Reaching out to Egypt
Egypt, a beautiful country that boasts of spectacular scenery, ancient buildings and cultural gems. As Tourists, Travellers & General members of society, we embrace the exotic sun sea and sand found in Egypt. From boat cruises on the River Nile with views of camels in the dessert and Egyptian men and women ploughing through their fields and tending to their families. We can explore the treasures of Tutankhamun’s tomb and his golden death mask in the depth of Cairo’s historical museums and amongst other adventures we can spend our holiday money on extravagant souvenirs found decorating one of the biggest bazaars in the Middle East, the Khan Al Khalili market.
For us, Egypt seems like a dreamy holiday, miles away from our British weather and battered fish and chips however, there is a darker side found as there is with many other countries. The streets of Egypt are currently home to around 1.7 million orphaned children. Since the late 2000’s the number of orphans wandering the streets has increased especially in Cairo and Alexandria. Vulnerable children from under the age of 18 are left to fend for themselves.
Along with poverty, reports found in the UNHCR show a large number of orphans are subject to sexual and psychological abuse by adults, many of these children flee from their families, especially young girls.
Since beyond the 1990’s girls in Egypt have been victim to Female Genital Mutilation (FGM). Albeit, the genital cutting of girls had been banned in 2008 and criminalized in 2016. A survey by the U.N. Children’s Fund had proven that 87 percent of women and girls aged from 15 in Egypt have undergone the procedure by 2016. Although a change in attitudes concerning the practice can be observed, FGM is often viewed as means of chastity and remains common in vast parts of the country. The fear and trauma caused by FGM led to many young girls fleeing from their families and living on the streets.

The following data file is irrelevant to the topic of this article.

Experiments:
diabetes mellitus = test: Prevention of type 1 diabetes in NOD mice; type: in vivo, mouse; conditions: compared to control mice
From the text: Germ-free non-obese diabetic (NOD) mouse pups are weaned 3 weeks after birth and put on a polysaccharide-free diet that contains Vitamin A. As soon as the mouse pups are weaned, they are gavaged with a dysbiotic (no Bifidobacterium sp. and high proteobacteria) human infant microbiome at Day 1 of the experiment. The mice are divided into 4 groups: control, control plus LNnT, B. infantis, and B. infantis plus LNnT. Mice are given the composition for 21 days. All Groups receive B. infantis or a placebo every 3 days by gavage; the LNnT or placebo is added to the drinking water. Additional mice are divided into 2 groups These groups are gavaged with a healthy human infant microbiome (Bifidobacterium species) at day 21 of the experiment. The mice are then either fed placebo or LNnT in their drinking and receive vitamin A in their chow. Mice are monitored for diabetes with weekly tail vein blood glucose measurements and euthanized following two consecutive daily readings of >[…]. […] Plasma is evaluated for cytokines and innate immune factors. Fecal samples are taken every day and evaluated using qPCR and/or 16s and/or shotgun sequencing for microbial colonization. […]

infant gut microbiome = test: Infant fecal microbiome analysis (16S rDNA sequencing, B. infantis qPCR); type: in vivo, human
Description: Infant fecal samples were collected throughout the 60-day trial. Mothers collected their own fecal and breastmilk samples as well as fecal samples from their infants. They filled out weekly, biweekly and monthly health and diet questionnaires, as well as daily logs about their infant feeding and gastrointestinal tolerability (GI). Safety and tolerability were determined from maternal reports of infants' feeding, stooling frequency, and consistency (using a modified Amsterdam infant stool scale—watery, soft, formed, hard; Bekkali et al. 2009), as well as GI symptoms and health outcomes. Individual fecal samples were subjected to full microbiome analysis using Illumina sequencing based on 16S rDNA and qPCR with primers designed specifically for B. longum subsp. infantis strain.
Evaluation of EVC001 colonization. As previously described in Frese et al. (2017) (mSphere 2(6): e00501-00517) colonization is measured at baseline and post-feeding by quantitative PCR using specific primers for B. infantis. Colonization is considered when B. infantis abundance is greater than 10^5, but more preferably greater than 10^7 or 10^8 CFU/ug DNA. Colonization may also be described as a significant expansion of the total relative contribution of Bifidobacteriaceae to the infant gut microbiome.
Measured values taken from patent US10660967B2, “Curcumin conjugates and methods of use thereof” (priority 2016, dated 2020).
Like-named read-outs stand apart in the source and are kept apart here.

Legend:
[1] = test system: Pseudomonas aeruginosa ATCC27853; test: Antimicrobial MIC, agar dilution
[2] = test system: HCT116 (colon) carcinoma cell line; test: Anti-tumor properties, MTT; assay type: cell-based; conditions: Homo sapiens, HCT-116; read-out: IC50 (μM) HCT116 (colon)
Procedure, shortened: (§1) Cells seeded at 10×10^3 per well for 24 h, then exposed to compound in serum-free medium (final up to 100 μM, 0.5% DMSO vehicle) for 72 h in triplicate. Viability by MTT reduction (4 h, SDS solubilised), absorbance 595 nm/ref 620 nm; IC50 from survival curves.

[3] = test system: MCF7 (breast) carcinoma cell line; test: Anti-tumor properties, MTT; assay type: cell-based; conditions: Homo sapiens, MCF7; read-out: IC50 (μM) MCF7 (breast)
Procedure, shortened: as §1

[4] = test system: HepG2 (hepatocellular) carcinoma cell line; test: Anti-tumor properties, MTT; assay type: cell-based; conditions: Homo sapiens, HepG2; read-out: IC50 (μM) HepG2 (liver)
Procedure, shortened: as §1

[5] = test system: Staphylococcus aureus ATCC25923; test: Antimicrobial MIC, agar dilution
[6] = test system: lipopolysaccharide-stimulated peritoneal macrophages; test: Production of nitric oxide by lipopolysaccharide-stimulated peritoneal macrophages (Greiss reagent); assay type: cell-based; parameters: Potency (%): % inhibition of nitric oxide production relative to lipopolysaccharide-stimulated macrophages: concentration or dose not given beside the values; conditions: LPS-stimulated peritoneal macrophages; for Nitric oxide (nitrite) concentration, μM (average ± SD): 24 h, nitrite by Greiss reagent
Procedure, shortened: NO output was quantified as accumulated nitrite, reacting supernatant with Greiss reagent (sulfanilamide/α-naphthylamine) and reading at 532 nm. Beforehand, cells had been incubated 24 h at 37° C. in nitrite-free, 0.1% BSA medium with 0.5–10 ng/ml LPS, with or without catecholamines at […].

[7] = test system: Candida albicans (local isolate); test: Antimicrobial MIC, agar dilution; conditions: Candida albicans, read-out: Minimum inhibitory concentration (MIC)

To survive, orphan’s resort to begging and petty theft particularly around tourist attractions, turning dreamy holidays into nightmares. However, their behaviour is inevitable as this is a means of survival.
As there are millions of orphans in Egypt, there are various unfair means of survival including Child Labour. Currently in 2019, Child Labour is very common in Egypt due to its economic stability. Many businesses thrive of children working as the cost is small and the profit is commendable.
For example, orphans work harvesting cotton for souvenirs and clothing, along with the job comes dangerous environments, no personal protection equipment, very little pay and extremely long hours in 40 degrees Heat.
Humanity Gives believes in every child matter’s and thus, we are doing our part in protecting orphans. Our orphanage in Cairo provides shelter to 100 vulnerable orphans. We offer a safe living environment and have given our orphans the chance to education and healthy nourishing food, without the worry of physical, emotional mental and sexual abuse.
Following our ethos, we aspire to provide more sustenance, and this can only be done with your support! Just like the way we have together improved child welfare in Morocco, the UK we intend to do the same in Egypt!